In the past several months you’ve gotten a crash course on the basic and essential aspects of the survivalist mindset and how you, whether a veteran or novice survivalist, can think about short and long term goals. As a survivalist, you are not only aware of the threats that could befall your family, community, and country, you actively prepare against them.
We have looked at some of these survivalist scenarios in the past, and while some of them may seem far fetched to the mainstream community, they nevertheless warrant consideration and preparation. One aspect that you have not seen here at the Survivalist blog is the factor of time.
True, we have looked at short-term survival issues such as an all-out attack on America’s essential infrastructures including cyber attacks on the power grid (an issue that came up recently in international news between the United States and Saudi Arabia). You also read briefly about possible catastrophes such as the eruption of the Yellowstone Caldera super volcano, which scientists believe may or may not end life as we know it in the western United States and beyond. Even with their devastating effects, a well-prepared survivalist can effectively prepare against even the worst of these cataclysms. But what about the truly devastating? Will your survivalist instinct be sufficient to outlast and outsmart the truly apocalyptic?
You aren’t going to find a survivalist guide to navigating the zombie apocalypses or the rise of the mole-men or planet of the apes chaos below. What follows are what some believe truly will threaten life on planet Earth.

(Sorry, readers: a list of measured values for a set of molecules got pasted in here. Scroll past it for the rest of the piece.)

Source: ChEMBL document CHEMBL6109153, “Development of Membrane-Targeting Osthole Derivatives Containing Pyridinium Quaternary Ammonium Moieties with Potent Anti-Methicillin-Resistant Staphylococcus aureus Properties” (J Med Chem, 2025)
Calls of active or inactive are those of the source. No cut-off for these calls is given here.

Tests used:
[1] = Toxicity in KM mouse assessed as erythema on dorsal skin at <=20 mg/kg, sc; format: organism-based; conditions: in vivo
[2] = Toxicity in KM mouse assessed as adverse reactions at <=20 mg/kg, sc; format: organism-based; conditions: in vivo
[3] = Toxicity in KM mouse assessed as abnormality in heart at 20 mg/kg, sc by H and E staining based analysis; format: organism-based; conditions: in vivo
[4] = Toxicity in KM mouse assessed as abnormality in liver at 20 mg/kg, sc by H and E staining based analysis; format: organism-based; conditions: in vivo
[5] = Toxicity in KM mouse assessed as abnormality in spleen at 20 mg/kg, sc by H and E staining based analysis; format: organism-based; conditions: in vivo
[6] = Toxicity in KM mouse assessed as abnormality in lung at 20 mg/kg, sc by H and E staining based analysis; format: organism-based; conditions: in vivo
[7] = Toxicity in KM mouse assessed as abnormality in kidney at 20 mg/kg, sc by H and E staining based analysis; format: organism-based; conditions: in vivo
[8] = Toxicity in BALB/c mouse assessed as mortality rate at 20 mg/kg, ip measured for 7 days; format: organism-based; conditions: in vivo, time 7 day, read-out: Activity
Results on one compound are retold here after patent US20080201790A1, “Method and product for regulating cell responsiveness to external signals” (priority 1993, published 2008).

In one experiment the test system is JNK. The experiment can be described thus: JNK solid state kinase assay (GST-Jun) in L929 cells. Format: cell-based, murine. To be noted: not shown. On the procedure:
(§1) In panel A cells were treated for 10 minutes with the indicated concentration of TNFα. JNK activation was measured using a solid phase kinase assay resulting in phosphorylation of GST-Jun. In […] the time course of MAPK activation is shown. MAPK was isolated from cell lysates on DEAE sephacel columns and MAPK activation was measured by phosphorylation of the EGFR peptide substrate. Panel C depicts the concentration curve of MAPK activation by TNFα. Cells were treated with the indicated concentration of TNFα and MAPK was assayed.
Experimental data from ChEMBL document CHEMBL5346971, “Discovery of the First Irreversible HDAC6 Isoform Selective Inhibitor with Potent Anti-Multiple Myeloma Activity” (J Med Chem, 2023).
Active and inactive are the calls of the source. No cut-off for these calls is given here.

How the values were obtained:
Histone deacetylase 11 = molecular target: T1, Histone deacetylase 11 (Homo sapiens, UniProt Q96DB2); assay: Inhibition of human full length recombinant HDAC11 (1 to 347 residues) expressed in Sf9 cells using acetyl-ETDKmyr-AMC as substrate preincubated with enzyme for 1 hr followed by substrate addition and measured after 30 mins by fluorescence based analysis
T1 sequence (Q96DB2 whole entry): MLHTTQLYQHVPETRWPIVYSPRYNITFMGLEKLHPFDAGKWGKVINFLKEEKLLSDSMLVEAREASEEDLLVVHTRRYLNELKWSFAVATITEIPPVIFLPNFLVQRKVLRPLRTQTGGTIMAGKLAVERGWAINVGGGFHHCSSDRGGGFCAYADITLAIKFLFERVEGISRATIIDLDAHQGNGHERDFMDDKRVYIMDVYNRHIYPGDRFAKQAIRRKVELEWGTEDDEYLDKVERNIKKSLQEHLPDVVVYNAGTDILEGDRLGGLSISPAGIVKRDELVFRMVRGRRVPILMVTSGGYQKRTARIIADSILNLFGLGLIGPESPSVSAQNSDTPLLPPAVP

To begin, let’s look briefly at a model created by the Oxford University professor of philosophy, Nick Bostrom. In a 2002 paper he created a system of classifying risks to human populations and finds six “risk categories.” Some of these categories are areas where survivalists live and thrive and some are where no one, not even the most survivalist-minded of us all will be able to make it through.
So, when looking at degrees of threat you first need to look at the scope of the population affected. You have three categories here:
You can imagine personal threats: a rockslide hits your brand new villa at the base of the mountains, or a roving band of vigilantes decide to break into your underground bunker and ransac your survivalist supply. Local is a degree higher. Here you will find national recessions and state crisis. think collapse of the U.S. financial markets or devastating Tsunamis on the coast of Japan. Finally you get to crisis on the global scale. Here you find the stuff of movie legend: Armageddon’s giant meteor striking Earth, or Interstellar’s global blight killing food crops across the globe.
Once the scale of the event is classified, there are two main subdivisions related to the intensity of the event: endurable and terminal. Obviously on the personal scale the example above is endurable since you can prepare for and survive a rockslide even if at great loss. Now, if you die during the event, that would obviously be an example of a terminal, local event. Dealing with the local and global scales, however, are essentially personal catastrophes with the intensity cranked up a few degrees of magnitude.